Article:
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Work Laptop Refresh: 16" MacBook Pro M1 Pro


New and Old Work Laptops, Durham NC

Near the end of last year (2022), I was eligible for a laptop refresh at work. This time around, I chose to replace my 7th generation X1 carbon with the 16" Macbook Pro option.

Laptop Specs

My x1 Carbon next to he 16 m1 pro mbp
Old work laptop: Gen.7 X1 Carbon Thinkpad (left). New work laptop: 16 M1 Pro Macbook Pro (right).

Before proceeding further, here are the specifications of each machine:

x1 Carbon Thinkpad (gen7)
Intel i7-8665U [1.9 Ghz (4.8 Ghz Turbo), 2 cores, 8 threads]
14" 1920x1080 IPS Display

~2.4 lbs.
12.71" x 8.54" x 0.58"
2021 16" Macbook Pro
M1 Pro (10 CPU Cores [2 efficiency, 8 performance], 16 gpu cores)
16-core Neural Engine
Media engine
16.2" 3456x2234 Liquid Retina XDR display

4.7 lbs.
14.01" x 9.77" x 0.66"

With that available for reference, lets continue.

Why the switch from Thinkpad to Mac?

I did enjoy the x1 carbon quite a bit, especially compared to the p50 I had previously. However, my work needs have changed over the last few years, and I wanted something more powerful. On top of that, I wanted to try out using a Mac at work. Some of my reasons for the switch to Mac include:

Great Hardware

My x1 Carbon using an 4k external display
Despite having a decent display, I often used my 4k external monitor for 200% scaling and a slightly larger text (14" vs. 15.6").

The experience I’ve had with my personal Apple hardware has been very positive. Apple Silicon has performed wonderfully, and I love how low power and silent the chips run. Beyond processors, I have become accustomed to how clear and crisp text appears on a display with 200% scaling. For this reason, I appreciate the retina displays on MacBook Pros. I don’t feel obligated to hook a portable 4k display to my MacBook to make text look great, which I do on the Thinkpad (I know Thinkpads can have 4k displays, but the models we have at work don’t, and even when they did, there usually is a noticeable hit to battery life). Lastly, the speakers in a MacBook Pro are really hard to beat in a laptop, and the remaining periphery components (keyboard, trackpad, webcam, mic) range anywhere from ‘good’ to ‘great’ for what I need in a work device.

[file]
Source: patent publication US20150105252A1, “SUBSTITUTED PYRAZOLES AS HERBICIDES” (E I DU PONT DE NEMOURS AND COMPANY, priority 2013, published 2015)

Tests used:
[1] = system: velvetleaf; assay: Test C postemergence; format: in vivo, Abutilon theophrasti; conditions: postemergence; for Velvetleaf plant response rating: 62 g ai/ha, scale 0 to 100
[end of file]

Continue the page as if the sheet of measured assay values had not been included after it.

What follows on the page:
As a bonus, Macs work well with other devices in the Apple ecosystem (although I do wish was more open). This includes the Apple Watch, iPhone, iPad, and any airplay 2 supported devices, which I’ve accumulated over the years.


I need my work machine to help me finish my work. I don’t work on a desktop team, so while playing around and learning details about desktop Linux is fun and can be useful, it doesn’t always help me stay on task with what I need to accomplish for my job. If I’m going to spend time ‘messing around’ learning something, it should probably be things like OpenShift, CICD, Coding, and I guess testing. All of those tasks I can do just fine from a Mac. I don’t even run many local VMs for work currently. If I did, I’d likely stick with Linux.

The truth is, I tend to get distracted tweaking the desktop and underlying system on Linux. While I still do this on macOS, there’s more restraint. In Linux, anything can be hacked together with enough effort (and it sometimes has to be), but in macOS, it is usually a little clearer when your rabbit hole has slammed into a wall. For me to be productive, I need that… when it comes to my desktop OS. I’m still willing to mess around with servers all I want 😆.

A Nice Change

I love Linux, but using it for my desktop OS has become a bit stale for me lately. I do find this strange, because I think the Linux desktop has had many interesting projects over the last few years. Still, it doesn’t allure me like it use to. I don’t feel the desire to distro-hop around anymore (which is good, as I currently have very limited time). While I might occasionally dabble with Silverblue, NixOS, or Elementary OS, I ultimately hop back to Fedora.

The areas I find most interesting about Linux (podman, virtualization, nix) have nothing to do with the desktop.

Opportunity to Learn and Share with Others